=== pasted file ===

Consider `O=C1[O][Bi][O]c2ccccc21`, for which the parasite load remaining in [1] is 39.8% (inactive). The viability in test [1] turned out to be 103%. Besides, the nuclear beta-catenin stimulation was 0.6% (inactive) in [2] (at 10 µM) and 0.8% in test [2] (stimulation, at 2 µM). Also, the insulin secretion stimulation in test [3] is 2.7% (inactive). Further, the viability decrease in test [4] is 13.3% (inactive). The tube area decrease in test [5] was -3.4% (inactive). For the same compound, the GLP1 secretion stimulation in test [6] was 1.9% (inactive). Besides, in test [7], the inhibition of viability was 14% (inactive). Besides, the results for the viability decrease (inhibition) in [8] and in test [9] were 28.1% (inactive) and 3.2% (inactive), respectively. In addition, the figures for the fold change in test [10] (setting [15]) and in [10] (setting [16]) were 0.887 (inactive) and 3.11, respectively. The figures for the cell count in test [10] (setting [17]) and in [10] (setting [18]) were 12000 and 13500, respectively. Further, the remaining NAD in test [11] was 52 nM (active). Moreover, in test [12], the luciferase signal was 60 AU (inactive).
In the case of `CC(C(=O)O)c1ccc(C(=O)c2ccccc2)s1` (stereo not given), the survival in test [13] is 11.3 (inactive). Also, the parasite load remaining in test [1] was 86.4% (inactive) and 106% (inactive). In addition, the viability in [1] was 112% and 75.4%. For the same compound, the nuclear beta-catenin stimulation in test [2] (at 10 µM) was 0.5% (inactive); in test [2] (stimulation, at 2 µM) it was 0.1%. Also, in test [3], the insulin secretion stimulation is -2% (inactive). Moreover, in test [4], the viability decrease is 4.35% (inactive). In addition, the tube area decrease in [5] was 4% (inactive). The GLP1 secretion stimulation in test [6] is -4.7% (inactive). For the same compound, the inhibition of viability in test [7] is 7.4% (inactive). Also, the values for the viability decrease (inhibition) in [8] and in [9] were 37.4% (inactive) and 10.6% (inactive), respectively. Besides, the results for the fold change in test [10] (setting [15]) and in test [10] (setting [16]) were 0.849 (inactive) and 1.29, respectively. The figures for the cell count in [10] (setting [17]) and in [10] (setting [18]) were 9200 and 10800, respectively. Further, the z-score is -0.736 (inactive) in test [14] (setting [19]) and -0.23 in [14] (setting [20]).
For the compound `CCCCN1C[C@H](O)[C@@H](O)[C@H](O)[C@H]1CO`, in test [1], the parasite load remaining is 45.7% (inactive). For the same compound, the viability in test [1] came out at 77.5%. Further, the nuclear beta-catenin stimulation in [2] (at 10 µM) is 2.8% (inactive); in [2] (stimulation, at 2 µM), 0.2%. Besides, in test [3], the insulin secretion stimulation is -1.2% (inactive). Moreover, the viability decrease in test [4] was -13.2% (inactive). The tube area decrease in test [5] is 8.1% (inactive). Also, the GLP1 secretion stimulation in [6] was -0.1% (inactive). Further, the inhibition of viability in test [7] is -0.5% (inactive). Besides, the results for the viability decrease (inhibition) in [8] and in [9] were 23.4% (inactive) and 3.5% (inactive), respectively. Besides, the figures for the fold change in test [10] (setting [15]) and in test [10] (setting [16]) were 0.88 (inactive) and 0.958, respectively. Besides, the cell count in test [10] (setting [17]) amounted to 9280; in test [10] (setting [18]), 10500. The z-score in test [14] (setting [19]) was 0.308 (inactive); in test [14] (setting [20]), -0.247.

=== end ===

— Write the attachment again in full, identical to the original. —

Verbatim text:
Consider `O=C1[O][Bi][O]c2ccccc21`, for which the parasite load remaining in [1] is 39.8% (inactive). The viability in test [1] turned out to be 103%. Besides, the nuclear beta-catenin stimulation was 0.6% (inactive) in [2] (at 10 µM) and 0.8% in test [2] (stimulation, at 2 µM). Also, the insulin secretion stimulation in test [3] is 2.7% (inactive). Further, the viability decrease in test [4] is 13.3% (inactive). The tube area decrease in test [5] was -3.4% (inactive). For the same compound, the GLP1 secretion stimulation in test [6] was 1.9% (inactive). Besides, in test [7], the inhibition of viability was 14% (inactive). Besides, the results for the viability decrease (inhibition) in [8] and in test [9] were 28.1% (inactive) and 3.2% (inactive), respectively. In addition, the figures for the fold change in test [10] (setting [15]) and in [10] (setting [16]) were 0.887 (inactive) and 3.11, respectively. The figures for the cell count in test [10] (setting [17]) and in [10] (setting [18]) were 12000 and 13500, respectively. Further, the remaining NAD in test [11] was 52 nM (active). Moreover, in test [12], the luciferase signal was 60 AU (inactive).
In the case of `CC(C(=O)O)c1ccc(C(=O)c2ccccc2)s1` (stereo not given), the survival in test [13] is 11.3 (inactive). Also, the parasite load remaining in test [1] was 86.4% (inactive) and 106% (inactive). In addition, the viability in [1] was 112% and 75.4%. For the same compound, the nuclear beta-catenin stimulation in test [2] (at 10 µM) was 0.5% (inactive); in test [2] (stimulation, at 2 µM) it was 0.1%. Also, in test [3], the insulin secretion stimulation is -2% (inactive). Moreover, in test [4], the viability decrease is 4.35% (inactive). In addition, the tube area decrease in [5] was 4% (inactive). The GLP1 secretion stimulation in test [6] is -4.7% (inactive). For the same compound, the inhibition of viability in test [7] is 7.4% (inactive). Also, the values for the viability decrease (inhibition) in [8] and in [9] were 37.4% (inactive) and 10.6% (inactive), respectively. Besides, the results for the fold change in test [10] (setting [15]) and in test [10] (setting [16]) were 0.849 (inactive) and 1.29, respectively. The figures for the cell count in [10] (setting [17]) and in [10] (setting [18]) were 9200 and 10800, respectively. Further, the z-score is -0.736 (inactive) in test [14] (setting [19]) and -0.23 in [14] (setting [20]).
For the compound `CCCCN1C[C@H](O)[C@@H](O)[C@H](O)[C@H]1CO`, in test [1], the parasite load remaining is 45.7% (inactive). For the same compound, the viability in test [1] came out at 77.5%. Further, the nuclear beta-catenin stimulation in [2] (at 10 µM) is 2.8% (inactive); in [2] (stimulation, at 2 µM), 0.2%. Besides, in test [3], the insulin secretion stimulation is -1.2% (inactive). Moreover, the viability decrease in test [4] was -13.2% (inactive). The tube area decrease in test [5] is 8.1% (inactive). Also, the GLP1 secretion stimulation in [6] was -0.1% (inactive). Further, the inhibition of viability in test [7] is -0.5% (inactive). Besides, the results for the viability decrease (inhibition) in [8] and in [9] were 23.4% (inactive) and 3.5% (inactive), respectively. Besides, the figures for the fold change in test [10] (setting [15]) and in test [10] (setting [16]) were 0.88 (inactive) and 0.958, respectively. Besides, the cell count in test [10] (setting [17]) amounted to 9280; in test [10] (setting [18]), 10500. The z-score in test [14] (setting [19]) was 0.308 (inactive); in test [14] (setting [20]), -0.247.